LESSON 4. Business Models
Money can be made in a lot of ways from music. This revenue is generated from royalties from the use of copyright for rights-holders (owners and royalty bearers) as well as fees for services delivered by industry practitioners like artists, audio engineers and music producers. There are also many products that are sold to the industry at large, such as merchandise like musical instruments and audio equipment.
Many revenue streams, which are unlocked by business models, are at work in the industries. Royalties are negotiable and always at least ask for a high rate, so take care to understand the reasons for the “going rates”. Usually, a percentage of net receipts is used, meaning the amount of money received by third party service and after deducting any costs to the copyright owner.
If you are a songwriter or performer (royalty bearers), seek no lower than 50% of net receipts with a music publisher or record label (copyright owners). Revenue streams consist of licences for usage of works, such as music streaming, synchronisation to film/video, adaptations, CD/vinyl sales, or theatre performances. Broadcasting and live performances are a major source of revenue, and are administered by groups of rights-holders called collective management organisations (CMOs), see the next lesson.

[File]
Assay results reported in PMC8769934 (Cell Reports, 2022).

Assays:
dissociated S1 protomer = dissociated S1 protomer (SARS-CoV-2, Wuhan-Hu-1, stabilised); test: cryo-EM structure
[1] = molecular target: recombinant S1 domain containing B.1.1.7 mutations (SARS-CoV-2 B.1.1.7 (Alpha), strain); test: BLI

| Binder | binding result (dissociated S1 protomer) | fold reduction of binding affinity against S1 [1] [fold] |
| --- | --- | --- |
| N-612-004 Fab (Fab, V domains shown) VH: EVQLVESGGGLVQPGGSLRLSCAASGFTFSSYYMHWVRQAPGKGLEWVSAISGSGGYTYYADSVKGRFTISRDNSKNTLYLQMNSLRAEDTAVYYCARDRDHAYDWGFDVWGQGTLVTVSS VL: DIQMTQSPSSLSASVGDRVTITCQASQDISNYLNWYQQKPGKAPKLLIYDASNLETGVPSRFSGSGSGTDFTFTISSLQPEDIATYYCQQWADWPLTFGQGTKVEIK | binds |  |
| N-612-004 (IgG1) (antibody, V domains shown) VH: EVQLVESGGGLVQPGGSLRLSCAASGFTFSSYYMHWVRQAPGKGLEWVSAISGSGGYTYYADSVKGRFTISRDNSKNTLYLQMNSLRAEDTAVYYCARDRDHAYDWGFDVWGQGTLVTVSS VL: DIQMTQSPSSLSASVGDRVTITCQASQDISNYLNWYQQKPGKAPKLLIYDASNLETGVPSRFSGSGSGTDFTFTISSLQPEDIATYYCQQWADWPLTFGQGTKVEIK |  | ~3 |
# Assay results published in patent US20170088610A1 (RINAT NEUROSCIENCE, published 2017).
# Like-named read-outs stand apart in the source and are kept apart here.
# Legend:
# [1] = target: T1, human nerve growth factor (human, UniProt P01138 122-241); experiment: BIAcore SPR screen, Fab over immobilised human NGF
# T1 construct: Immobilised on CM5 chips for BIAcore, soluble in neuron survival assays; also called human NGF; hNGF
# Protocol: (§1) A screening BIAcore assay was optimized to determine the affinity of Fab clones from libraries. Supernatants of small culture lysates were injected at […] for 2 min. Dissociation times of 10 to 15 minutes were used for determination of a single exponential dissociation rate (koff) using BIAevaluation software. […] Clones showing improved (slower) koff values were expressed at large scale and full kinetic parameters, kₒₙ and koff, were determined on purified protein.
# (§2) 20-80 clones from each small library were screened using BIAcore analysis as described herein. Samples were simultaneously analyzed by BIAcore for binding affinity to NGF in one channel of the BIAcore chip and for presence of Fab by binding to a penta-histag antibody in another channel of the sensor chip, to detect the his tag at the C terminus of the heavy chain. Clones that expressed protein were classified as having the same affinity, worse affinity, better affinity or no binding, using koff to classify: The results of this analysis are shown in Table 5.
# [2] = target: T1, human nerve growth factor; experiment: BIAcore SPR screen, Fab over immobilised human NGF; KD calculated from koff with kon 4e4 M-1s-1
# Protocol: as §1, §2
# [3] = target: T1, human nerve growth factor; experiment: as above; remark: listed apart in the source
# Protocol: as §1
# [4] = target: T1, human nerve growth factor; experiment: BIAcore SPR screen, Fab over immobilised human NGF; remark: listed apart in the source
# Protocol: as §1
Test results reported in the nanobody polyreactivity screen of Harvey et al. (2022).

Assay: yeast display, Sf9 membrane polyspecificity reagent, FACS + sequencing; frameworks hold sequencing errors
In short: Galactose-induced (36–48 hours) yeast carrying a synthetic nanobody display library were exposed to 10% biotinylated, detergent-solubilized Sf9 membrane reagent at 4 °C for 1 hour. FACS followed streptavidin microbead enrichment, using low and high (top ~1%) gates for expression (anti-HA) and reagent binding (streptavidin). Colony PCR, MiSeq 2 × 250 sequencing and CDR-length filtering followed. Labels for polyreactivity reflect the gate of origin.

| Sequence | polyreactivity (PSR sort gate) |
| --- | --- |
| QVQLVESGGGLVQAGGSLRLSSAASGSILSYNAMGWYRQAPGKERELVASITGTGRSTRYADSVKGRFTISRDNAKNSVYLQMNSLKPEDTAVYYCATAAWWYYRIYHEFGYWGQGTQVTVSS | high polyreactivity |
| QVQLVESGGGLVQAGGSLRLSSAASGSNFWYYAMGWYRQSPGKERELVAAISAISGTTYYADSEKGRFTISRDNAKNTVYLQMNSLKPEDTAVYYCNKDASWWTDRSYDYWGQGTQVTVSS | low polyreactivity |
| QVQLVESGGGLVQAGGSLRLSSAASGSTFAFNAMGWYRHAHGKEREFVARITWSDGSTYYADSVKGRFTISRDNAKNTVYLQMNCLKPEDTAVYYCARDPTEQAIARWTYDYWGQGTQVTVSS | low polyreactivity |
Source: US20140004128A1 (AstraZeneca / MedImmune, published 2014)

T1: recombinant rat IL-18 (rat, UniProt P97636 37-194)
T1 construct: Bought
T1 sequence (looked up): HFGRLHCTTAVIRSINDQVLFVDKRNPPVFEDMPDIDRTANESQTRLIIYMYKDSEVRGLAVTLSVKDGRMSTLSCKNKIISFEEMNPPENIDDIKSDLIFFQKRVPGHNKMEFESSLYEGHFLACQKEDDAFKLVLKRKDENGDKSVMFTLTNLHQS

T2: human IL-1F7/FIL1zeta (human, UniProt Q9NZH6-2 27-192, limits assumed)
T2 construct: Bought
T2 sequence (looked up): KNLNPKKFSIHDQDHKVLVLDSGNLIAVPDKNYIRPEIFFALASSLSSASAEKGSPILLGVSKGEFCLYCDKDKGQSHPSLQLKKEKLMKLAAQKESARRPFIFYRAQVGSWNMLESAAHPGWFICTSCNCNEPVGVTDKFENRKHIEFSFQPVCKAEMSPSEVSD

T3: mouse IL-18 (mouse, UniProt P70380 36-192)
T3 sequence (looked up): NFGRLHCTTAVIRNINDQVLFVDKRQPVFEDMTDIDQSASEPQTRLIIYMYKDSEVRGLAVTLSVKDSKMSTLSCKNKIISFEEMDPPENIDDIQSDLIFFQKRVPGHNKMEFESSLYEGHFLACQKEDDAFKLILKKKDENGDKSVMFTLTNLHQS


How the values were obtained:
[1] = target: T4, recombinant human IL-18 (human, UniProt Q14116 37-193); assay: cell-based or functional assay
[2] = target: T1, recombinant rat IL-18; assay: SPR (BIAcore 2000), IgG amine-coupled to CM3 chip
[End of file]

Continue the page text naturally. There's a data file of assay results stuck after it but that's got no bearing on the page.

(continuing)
As a performer looking for shows, start with a salary you’d like to earn in a month. Divide that by the number of working days in a month, then the number of working hours. Add your costs to this rate and this may be your hourly rate for shows. Same for any other practitioner offering services.
Gabi Le Roux speaks about royalties for musicians (2018)
Blaque Nubon and Lilly Million (aka “The Nubons”) discuss the reasons musicians should get paid.
Dumisani Motsamai, Master KG’s entertainment lawyer, speaks to Newzroom Afrika about synchronisation royalties (2021)
South African Revenue Service (SARS) tax education session for arts, entertainment, and sports sector (2022)